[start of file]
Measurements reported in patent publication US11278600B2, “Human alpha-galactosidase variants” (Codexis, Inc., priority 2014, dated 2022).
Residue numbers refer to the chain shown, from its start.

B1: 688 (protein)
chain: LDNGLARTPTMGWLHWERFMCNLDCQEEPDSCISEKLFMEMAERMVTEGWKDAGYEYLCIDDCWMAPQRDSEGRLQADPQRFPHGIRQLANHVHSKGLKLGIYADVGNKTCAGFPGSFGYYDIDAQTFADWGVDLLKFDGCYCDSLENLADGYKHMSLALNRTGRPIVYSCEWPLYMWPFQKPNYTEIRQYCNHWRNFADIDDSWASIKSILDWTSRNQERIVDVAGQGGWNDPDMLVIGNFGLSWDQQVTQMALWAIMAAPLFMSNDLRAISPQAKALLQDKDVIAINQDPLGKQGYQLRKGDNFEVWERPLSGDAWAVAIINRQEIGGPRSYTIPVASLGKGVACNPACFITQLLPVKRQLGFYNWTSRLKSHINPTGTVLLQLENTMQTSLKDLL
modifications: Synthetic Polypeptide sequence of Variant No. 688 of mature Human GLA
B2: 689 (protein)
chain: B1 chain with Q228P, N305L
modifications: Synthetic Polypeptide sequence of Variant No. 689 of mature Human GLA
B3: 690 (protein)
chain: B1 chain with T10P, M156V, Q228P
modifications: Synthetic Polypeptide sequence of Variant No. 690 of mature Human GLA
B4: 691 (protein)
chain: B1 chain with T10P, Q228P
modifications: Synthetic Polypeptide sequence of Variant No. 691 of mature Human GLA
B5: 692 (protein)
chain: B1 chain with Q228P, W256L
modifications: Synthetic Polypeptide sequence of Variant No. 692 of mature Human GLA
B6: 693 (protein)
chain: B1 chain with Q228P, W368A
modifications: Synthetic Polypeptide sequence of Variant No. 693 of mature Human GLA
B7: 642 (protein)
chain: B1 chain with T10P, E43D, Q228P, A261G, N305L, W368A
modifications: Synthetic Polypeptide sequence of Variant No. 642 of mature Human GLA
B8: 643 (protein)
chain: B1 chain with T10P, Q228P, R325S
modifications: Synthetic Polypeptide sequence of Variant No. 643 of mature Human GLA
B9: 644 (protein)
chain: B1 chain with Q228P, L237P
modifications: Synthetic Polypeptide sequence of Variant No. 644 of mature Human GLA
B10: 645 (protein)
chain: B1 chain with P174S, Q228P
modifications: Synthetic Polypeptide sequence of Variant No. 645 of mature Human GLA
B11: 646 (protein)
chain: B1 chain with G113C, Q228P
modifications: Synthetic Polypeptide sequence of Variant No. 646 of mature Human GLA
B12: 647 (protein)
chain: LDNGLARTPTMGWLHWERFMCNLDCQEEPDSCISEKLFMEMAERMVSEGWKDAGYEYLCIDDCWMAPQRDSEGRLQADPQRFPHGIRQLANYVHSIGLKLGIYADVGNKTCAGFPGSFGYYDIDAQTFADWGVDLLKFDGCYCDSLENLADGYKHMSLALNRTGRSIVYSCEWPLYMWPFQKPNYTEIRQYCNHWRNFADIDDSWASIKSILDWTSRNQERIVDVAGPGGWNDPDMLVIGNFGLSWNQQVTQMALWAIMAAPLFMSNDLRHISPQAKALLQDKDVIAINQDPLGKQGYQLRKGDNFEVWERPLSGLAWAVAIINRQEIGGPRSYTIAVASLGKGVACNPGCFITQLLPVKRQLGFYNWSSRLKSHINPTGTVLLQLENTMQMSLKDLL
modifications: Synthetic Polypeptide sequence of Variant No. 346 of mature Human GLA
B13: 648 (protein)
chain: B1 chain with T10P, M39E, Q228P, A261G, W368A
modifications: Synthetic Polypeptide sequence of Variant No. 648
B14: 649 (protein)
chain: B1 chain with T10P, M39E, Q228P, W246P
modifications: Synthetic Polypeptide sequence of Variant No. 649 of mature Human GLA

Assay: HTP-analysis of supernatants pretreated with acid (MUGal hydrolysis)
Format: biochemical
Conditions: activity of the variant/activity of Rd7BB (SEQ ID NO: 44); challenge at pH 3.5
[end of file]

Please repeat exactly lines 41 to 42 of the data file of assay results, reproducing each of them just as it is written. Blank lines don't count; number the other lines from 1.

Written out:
modifications: Synthetic Polypeptide sequence of Variant No. 648
B14: 649 (protein)